“Every year this project gets better,” said Demaske. “Every year the students get excited and pass that along to their colleagues, so we’re building a bigger and bigger pool of interested students.”
Creating a Web site has several advantages: It is less expensive than print format, has the possibility of greater access, can take advantage of the use of video as well as still photos, and doesn’t involve printer deadlines. Both Demaske and Lukina said creating a Web site has been a learning experience for them, as well.
“One of the things that’s been really cool about this particular project is seeing the students taking the lead of it and ownership of it,” Demaske said. “They all want to put out something better [each time], take it up to the next level.”
Up until this year, American students, who compete for the few spots on the trip, were supported with grants and scholarships. This year, they received some support from a scholarship fund in Bill Richardson’s name, but they largely paid their own way. The students receive university internship credits for the project.
The Russian students have always paid their own way. Lukina said that air tickets for this fall’s trip were about $1,300 each.
In Russia, U.S. students stay in hotels, which expedites the visa process. In the United States, visiting students are housed with volunteers found among UW Tacoma faculty, staff and students, as well as Tacoma residents.
Demaske teaches a course in Russian media at UW Tacoma, in which students become pen pals with Russian students.
She was awarded a Fulbright scholarship that enabled her to spend two months teaching a course in U.S. news writing and media law at MSU in 2005.
About a dozen U.S. students are involved on the U.S. side of the project, ranging from those earning credit for producing a certain amount of work to those volunteering to show the visiting students around the area.
The 15 or so Russian students chosen to participate in Moscow in the spring, as well as the five who are visiting the United States now, speak and write in English, so no interpreters are needed.
Demaske and Lukina attest that the biggest education comes from the cultural lessons students teach each other. “Stereotypes are ruined,” Lukina said. “This is the most important part. When the students come to this country and live with families and talk with people, and make a production together, they [discover] they are just like the other students.”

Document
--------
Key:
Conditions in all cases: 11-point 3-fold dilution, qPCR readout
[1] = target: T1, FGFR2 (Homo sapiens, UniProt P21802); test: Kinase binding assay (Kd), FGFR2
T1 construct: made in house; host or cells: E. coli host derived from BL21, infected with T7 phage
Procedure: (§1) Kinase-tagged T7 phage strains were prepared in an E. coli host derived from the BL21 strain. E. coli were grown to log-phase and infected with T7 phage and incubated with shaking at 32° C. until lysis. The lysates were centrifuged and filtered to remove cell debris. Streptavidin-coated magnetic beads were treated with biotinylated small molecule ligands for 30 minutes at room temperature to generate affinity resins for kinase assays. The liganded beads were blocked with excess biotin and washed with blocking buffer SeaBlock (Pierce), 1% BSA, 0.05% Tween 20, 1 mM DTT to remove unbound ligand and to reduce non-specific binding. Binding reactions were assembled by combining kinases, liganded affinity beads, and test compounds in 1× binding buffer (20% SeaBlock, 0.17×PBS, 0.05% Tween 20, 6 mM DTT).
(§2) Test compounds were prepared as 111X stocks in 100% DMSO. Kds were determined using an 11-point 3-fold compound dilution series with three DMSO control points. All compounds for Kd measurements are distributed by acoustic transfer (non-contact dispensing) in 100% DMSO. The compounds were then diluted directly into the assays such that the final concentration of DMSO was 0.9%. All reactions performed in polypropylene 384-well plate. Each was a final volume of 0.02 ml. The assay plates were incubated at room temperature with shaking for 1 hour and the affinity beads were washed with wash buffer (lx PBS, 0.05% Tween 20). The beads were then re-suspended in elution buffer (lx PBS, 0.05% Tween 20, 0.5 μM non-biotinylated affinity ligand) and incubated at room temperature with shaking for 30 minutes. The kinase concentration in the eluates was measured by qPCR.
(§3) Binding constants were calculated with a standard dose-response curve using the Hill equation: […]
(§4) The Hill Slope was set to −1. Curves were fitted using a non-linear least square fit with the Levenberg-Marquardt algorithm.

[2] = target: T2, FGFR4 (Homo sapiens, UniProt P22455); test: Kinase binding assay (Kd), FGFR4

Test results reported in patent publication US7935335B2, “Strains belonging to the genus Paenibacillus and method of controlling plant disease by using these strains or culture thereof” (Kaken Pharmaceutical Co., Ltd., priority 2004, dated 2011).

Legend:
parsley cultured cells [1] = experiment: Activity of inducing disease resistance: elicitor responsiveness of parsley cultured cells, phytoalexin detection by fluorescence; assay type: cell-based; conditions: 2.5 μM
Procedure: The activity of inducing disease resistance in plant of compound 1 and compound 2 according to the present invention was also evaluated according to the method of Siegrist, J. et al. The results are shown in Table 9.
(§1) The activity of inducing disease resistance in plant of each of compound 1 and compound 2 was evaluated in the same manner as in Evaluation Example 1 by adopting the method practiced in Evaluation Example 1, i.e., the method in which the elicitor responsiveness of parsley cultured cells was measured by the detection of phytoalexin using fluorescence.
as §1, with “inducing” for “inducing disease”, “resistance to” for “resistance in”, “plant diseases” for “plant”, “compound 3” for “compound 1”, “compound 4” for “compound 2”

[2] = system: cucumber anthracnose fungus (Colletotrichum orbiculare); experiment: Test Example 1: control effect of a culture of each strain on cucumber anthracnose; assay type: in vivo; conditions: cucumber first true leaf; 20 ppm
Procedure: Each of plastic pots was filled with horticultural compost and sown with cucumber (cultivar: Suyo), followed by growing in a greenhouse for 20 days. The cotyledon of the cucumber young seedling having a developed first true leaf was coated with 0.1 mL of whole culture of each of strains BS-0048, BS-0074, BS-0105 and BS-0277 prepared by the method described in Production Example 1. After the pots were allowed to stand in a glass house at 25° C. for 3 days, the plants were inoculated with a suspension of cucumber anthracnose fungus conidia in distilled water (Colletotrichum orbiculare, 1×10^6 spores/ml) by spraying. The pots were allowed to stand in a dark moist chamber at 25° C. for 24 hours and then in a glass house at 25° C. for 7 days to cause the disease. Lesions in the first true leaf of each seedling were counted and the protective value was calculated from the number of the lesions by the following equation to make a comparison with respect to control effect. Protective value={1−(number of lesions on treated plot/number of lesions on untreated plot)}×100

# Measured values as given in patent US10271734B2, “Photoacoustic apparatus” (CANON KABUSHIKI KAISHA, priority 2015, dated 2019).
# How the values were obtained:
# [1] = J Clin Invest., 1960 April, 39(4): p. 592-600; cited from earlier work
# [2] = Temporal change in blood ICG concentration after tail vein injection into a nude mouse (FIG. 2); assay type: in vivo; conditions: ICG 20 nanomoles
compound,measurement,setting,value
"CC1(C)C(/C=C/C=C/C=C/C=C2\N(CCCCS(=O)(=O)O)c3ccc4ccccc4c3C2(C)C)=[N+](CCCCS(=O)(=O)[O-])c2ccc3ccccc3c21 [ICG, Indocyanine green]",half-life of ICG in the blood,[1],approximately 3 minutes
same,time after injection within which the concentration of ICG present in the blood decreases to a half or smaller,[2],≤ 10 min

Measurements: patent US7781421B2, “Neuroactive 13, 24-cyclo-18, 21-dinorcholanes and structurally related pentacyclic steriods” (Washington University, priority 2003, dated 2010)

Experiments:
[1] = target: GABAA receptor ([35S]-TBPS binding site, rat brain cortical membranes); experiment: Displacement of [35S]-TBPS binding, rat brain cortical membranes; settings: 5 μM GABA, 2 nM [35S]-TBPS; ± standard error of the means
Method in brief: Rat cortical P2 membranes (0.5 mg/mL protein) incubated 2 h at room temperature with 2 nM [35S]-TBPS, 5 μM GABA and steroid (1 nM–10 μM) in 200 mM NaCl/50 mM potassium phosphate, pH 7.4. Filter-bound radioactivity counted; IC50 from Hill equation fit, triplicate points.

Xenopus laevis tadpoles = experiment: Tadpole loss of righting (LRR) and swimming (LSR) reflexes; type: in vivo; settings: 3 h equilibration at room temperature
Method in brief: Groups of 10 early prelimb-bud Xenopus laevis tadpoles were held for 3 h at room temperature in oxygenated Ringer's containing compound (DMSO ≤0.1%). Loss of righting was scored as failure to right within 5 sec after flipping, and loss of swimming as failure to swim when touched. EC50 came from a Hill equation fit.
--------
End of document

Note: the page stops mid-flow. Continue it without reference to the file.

“When they first meet, no matter how much we talk about it ahead of time, they still have stereotypes of each other,” Demaske added. “By the end of the week, the students will tell me they had no idea these other students were going to be just like them. They often tell me that they learned more about their own culture because it’s the first time they’ve been asked to acknowledge their culture and their understanding of the world.”
The Web version of Journalist covers election politics in both countries, as well as economics, the Iraq War, the conflict between Russian and Georgia, and immigration. Articles also include general-interest stories, covering topics such as fashion, music and the different cultures, as well as features about a glass factory in a small town near Moscow and another about Tacoma’s Museum of Glass.
In both countries, students visit professional news media outlets. Besides the Tacoma hometown News Tribune, the young Russian journalists will be touring the offices of The New York Times and the Bloomberg news agency in New York.
“The journalism program at Moscow State is the best-respected in the country,” Demaske said. “So because of that, we get into some of the largest media outlets in the country.” In Russia the students have visited Izvestia, Kommersant, Rossiyskaya Gazeta, Radio Echo of Moscow and Russia Today.
John Burkhardt, UW Tacoma Communications, 253-692-4536 or email@example.com